What is jet lag?
Jet lag occurs after long distance flight and the resulting mess in your body clock. Fast travel across several time zones and low concentration of oxygen during the flight are confusing your rhythm. Jet lag makes you feel tired and lacking energy during the day and sleepless at night. It also affects your hunger, digestion, body temperature, blood pressure, bowel habits, urine production and can cause a general feeling of being unwell, muscle soreness, clumsiness and disorientation. Your body simply needs some time to adjust its natural 24 hour clock to a different time zone.
Jet lag can affect anyone, it is more common, however, in people above 60 and those with very regular sleep times.
How to beat jet lag
Even though jet lag does not cause any serious or long-term health problems it is rather annoying. Suffering from jet lag can mean losing precious holiday time through feeling ill or falling asleep. To minimise the effects after the flight there are also some things you can do before the flight:
- When booking the flight try to get a connection that is designed to minimise jet lag, that is: try to fly during daylight.
- Try to change your sleep patterns a few days before you travel. If you are travelling east go to bed a bit earlier than usual, if you are travelling west a bit later.
- Get a day to relax before the flight, don’t overload your schedule!
- Make sure to sleep properly and long enough before the flight, don’t party hard and board the aircraft with a hangover.
- Before you leave have a healthy meal to boost your immune system. Avoid alcohol or starting the day with a greasy fry-up.
There are some things to bear in mind during the flight to beat jet lag:
- As soon as you borded the aircraft set your watch to the time at your destination. Try to eat and sleep accordingly.
- Drink plenty of still water to stay hydrated in the dry air of the plane. Avoid fizzy drinks, including sparkling water, coffee and alcohol.
- Visit the loo frequently! Even though it is awkward having to wake your neighbour to let you pass, it will help you keeping jet lag minimal.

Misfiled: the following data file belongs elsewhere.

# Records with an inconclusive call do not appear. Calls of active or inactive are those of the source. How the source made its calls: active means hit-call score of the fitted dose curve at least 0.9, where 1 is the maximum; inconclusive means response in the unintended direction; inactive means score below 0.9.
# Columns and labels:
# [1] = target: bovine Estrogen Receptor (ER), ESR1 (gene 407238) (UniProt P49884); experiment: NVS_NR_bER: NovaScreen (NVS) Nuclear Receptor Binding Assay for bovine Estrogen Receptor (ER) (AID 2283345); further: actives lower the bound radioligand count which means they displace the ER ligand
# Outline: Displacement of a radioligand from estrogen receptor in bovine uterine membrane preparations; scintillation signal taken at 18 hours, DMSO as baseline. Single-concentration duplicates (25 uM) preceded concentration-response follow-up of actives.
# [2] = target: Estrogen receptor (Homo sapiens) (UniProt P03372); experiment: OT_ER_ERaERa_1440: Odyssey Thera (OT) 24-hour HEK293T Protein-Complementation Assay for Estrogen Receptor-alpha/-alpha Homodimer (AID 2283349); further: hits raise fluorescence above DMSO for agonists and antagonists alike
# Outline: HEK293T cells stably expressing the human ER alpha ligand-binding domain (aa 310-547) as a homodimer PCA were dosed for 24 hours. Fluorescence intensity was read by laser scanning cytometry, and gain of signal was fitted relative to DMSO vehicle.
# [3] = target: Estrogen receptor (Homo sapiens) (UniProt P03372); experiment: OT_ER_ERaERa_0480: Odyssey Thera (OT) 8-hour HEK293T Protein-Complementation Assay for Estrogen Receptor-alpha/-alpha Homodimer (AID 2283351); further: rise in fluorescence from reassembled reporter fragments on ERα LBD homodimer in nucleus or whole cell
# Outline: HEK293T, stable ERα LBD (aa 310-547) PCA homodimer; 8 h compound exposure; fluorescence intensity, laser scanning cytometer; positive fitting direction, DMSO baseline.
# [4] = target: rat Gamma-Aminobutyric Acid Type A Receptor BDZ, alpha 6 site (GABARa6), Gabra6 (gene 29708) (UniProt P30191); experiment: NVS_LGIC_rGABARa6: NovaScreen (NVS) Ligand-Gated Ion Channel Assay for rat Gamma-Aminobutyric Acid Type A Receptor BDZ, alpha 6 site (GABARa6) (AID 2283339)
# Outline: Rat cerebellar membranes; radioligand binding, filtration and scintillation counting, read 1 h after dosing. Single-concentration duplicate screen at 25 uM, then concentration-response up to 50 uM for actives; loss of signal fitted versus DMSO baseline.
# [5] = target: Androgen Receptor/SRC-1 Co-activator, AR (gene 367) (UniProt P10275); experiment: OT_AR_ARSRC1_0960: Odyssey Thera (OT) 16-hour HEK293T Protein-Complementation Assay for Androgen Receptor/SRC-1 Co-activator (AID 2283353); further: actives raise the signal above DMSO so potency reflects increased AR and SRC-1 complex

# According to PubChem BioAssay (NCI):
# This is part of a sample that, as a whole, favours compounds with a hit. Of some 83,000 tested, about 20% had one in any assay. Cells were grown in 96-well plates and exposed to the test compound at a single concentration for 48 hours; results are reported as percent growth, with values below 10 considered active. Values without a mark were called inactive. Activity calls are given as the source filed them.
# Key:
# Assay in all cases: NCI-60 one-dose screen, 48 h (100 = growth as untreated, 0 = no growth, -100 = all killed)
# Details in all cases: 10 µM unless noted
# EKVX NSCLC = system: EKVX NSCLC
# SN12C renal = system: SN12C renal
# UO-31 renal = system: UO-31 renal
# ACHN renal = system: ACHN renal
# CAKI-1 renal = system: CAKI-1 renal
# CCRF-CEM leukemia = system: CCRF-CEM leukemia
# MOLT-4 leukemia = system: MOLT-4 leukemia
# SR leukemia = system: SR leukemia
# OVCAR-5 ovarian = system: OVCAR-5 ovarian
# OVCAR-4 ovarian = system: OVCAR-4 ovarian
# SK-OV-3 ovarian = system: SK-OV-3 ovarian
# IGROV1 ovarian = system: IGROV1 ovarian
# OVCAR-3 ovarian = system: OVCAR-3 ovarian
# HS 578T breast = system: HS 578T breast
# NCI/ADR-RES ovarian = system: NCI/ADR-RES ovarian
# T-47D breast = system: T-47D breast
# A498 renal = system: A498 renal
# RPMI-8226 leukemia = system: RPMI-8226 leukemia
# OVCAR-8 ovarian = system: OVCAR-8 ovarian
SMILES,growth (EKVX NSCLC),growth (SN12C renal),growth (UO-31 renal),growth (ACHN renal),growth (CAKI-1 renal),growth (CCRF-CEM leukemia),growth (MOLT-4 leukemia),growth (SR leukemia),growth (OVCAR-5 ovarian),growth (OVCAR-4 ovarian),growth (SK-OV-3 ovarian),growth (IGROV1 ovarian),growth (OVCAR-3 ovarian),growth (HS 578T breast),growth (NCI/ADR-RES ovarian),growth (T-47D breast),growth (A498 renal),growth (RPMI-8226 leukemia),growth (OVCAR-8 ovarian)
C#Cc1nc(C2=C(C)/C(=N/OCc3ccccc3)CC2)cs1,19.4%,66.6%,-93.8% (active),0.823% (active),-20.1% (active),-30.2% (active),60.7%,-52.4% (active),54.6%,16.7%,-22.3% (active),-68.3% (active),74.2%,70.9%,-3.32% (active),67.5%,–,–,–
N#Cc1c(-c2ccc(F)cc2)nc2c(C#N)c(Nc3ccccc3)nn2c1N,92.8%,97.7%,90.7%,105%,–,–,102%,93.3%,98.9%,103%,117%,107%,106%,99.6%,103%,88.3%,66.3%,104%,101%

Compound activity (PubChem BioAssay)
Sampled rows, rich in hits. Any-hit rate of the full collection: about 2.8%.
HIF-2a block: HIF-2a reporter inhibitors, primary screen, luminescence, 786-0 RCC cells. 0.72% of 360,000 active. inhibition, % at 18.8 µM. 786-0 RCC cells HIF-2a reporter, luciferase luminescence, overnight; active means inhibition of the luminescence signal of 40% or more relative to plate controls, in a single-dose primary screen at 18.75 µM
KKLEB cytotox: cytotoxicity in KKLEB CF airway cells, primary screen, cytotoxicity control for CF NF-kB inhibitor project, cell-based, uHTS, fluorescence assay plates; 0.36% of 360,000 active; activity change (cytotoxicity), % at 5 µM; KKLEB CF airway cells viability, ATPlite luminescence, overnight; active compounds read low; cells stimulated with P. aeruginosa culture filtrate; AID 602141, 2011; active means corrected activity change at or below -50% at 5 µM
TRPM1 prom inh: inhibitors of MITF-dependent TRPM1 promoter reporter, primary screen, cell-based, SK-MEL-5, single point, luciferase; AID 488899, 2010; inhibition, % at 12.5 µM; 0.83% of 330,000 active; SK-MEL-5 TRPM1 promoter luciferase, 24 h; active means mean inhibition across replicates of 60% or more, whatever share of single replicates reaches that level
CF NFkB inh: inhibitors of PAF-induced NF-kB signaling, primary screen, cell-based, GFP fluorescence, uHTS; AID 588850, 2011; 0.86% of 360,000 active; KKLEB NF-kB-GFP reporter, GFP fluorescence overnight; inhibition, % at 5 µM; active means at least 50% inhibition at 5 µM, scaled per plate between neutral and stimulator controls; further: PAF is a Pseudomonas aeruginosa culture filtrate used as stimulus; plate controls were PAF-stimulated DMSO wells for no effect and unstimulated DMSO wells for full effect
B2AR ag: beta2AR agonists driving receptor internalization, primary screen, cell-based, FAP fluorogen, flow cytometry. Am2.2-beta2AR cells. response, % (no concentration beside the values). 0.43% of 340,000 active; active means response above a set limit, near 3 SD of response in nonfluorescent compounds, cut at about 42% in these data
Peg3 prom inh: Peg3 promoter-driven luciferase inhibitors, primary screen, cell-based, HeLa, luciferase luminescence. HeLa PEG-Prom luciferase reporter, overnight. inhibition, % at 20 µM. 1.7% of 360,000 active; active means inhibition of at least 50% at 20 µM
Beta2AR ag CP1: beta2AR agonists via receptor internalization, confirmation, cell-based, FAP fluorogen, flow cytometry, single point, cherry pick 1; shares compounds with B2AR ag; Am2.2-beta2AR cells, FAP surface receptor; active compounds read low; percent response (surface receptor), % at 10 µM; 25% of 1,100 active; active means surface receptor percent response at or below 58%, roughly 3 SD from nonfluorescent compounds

- Get up and walk around often to avoid your joints stiffening. Stretch your muscles.
- Improve your circulation while sitting by swirling your ankles from time to time.
- Rest by taking short naps.
- Try to sleep when it is night at your destination. Avoid sleeping pills, as they dehydrate and can cause circulation problems. Ear plugs and eye shades can help you find some sleep!
- During a stopover have a shower, if possible.
If you followed those tips you should be in a fairly good condition after your flight. The following things will help you get through the first day and ajust to the local rhythm:
- Don’t nap during the day, even if you feel tired. Try to stay awake until it is time to go to bed.
- Avoid heavy meals in the beginning. Eat healthy and keep on drinking plenty of water.
- Spend time outside. The bright daylight will help your body adjust to the new time more quickly.
- Accept that a certain amount of jet lag is inevitable (especially after flying Eastwards, contrary to the movement of the sun). Give your body time to adjust and don’t rush on the first day. Relax and take it slowly.
- If your hotel offers a pool tread water to improve circulation in your legs after the long flight.
- If possible get a massage or spa treatment – after the flight is when you will need it the most!
You can buy special jet-lag kits with essential oils to dab on to your wrists, temples and ankles. Some oils that aid stimulation are grapefruit, cardamom and rosemary, while relaxing ones include lavender and mandarin.
Traditional remedies that are calming are passionflower, camomile, valerian, hops and pulsatilla, which can be bought as teas or as tablets in health shops.
Taking the remedy, Cocculus, twice a day is sometimes recommended as it deals with the effects of sleep deprivation. Arnica is another good jet lag remedy. Contact a homeopathic pharmacist for advice.